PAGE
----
Vet Med Extension Useful to Everyday Californians
Chris Brunner, October 23, 2017
Inside every fresh egg, every glass of milk, and every head of lettuce is a network of research, ideas, and hard work. Veterinary Medicine Extension at UC Davis is part of that network, linking basic and applied scientific research with people and communities in California. They are supported by the University of California’s Division of Agriculture and Natural Resources (UCANR), and the United States Department of Agriculture (USDA). Together they work hard to keep the environment of California clean, its food and food animal’s safe, and families healthy.
The team of CE specialists, AES faculty, county advisors, and researchers at UC Davis Veterinary Medicine Extension are on the forefront of research and outreach related to food safety, disease prevention, animal health and well-being, production management, public health, biotechnology, and more. Working directly with producers, industry groups, local officials, 4-H and the public, they find solutions for animal and human health.
Dr. Rob Atwill, Director of Veterinary Medicine Extension, and the Western Institute of Food Safety and Security (WIFSS), emphasizes the positive impact of veterinary extension on California’s agriculture as he explains, “It just makes sense to insure that our farmers have the best available information, best technology, and best adult educational opportunities to keep California livestock agriculture at the top of its game. That’s what we do here.”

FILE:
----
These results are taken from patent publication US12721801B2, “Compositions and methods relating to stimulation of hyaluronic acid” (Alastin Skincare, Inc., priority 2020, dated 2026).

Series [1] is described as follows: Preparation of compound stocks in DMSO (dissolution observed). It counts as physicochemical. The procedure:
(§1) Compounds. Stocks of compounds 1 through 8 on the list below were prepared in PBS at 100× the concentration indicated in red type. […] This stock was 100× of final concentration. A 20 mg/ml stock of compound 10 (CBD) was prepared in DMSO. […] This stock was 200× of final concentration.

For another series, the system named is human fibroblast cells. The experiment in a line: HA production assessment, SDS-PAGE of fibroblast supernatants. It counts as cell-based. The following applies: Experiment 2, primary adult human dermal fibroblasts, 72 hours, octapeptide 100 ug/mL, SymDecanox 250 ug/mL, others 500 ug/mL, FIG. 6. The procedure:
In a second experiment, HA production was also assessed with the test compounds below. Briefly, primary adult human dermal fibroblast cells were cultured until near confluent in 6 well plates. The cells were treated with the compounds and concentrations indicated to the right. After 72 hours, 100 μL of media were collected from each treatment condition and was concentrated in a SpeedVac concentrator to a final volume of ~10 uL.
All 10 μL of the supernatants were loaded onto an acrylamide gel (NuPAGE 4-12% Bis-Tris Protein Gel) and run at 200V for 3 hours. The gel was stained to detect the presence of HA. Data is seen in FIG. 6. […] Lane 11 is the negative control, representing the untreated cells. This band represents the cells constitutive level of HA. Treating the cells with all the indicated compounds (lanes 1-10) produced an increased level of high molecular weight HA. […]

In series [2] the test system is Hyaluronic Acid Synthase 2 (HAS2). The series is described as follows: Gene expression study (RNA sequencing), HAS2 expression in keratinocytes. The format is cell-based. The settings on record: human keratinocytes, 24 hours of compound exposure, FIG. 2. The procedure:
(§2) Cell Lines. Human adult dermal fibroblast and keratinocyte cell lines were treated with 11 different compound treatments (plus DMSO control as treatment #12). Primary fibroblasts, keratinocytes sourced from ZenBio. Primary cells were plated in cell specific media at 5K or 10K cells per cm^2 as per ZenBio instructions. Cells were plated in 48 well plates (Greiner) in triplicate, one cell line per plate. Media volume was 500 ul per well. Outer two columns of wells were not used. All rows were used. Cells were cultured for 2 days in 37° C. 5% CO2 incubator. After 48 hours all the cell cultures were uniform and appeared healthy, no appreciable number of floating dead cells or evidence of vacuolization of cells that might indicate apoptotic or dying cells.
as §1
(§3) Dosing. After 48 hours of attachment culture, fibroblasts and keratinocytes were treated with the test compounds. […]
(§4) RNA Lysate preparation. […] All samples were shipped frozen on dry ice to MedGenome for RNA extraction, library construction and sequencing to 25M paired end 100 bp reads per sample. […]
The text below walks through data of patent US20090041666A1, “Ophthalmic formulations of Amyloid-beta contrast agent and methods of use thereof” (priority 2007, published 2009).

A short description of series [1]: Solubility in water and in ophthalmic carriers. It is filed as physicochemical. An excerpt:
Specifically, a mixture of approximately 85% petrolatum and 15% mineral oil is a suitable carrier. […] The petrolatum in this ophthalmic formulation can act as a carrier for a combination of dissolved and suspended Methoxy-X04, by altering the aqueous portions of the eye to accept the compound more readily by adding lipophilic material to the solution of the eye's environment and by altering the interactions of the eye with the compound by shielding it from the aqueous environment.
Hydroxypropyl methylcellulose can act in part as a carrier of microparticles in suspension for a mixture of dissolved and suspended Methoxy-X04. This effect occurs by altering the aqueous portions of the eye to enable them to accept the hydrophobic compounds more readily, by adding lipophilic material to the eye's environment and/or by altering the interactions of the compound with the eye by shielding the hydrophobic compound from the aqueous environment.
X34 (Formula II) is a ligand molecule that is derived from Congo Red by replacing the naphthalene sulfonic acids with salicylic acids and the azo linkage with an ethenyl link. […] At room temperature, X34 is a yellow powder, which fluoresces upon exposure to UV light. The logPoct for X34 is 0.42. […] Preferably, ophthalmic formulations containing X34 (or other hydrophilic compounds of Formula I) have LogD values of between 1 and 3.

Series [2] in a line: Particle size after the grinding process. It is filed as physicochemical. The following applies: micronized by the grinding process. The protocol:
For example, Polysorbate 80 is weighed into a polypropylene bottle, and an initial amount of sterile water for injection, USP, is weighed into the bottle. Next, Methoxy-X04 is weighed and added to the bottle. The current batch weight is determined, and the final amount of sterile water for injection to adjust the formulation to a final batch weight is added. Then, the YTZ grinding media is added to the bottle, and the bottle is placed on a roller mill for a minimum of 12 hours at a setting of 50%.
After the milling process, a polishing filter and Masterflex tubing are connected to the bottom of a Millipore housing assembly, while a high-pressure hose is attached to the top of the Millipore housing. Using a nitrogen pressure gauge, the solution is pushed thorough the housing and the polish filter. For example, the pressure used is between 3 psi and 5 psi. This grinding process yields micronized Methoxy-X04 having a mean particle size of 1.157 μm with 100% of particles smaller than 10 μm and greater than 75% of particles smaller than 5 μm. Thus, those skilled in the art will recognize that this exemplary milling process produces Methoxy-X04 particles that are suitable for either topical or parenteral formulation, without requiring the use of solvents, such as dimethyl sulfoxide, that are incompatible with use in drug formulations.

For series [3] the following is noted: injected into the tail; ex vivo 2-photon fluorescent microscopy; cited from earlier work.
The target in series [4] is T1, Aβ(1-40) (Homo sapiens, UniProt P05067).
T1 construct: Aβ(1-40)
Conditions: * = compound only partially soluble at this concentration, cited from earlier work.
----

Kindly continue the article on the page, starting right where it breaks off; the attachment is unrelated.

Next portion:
The design team at WIFSS, working under the direction of Veterinary Medicine Extension, has developed a video which highlights the role of cooperative extension in the health of California’s people, animals, and the environment.
Veterinary Medicine Extension relies on laboratories at UC Davis, where researchers use the latest technology to unearth and solve the problems facing California farmers and communities. Cooperative Extension Specialists harvest new innovations from the labs and apply them to the specific problems facing farmers and food processors in the field. The work of UC Davis researchers focuses on critical areas of agriculture, like animal health and welfare, food safety, agricultural waste management, and youth agricultural science programs.
Beyond the UC Davis School of Veterinary Medicine campus laboratories specialized faculty do research through Agricultural Experiment Stations across the state. They design experiments to find solutions for California’s farmers and ranchers.
By continuing to build teams of motivated farmers, dedicated scientists, and supportive government agencies, and staying focused on agricultural innovation and sustainable production, Veterinary Medicine Extension will be positioned to further strengthen California agriculture and improve consumer’s access to some of the best and freshest food anywhere in the United States.
Dr. Maurice Pitesky, Assistant Director of Veterinary Medicine Extension and an assistant CE specialist with a research focus on poultry health and food safety epidemiology believes that what makes veterinary extension so useful to everyday Californians is that its network is not just University based. They are on farms and in classrooms as well as in labs doing research.
“We are literally extending information from our labs to everyday farmers, 4-H participants and the public at large,” says Pitesky.
UC Davis Veterinary Medicine Extension helps bring science to the people of California.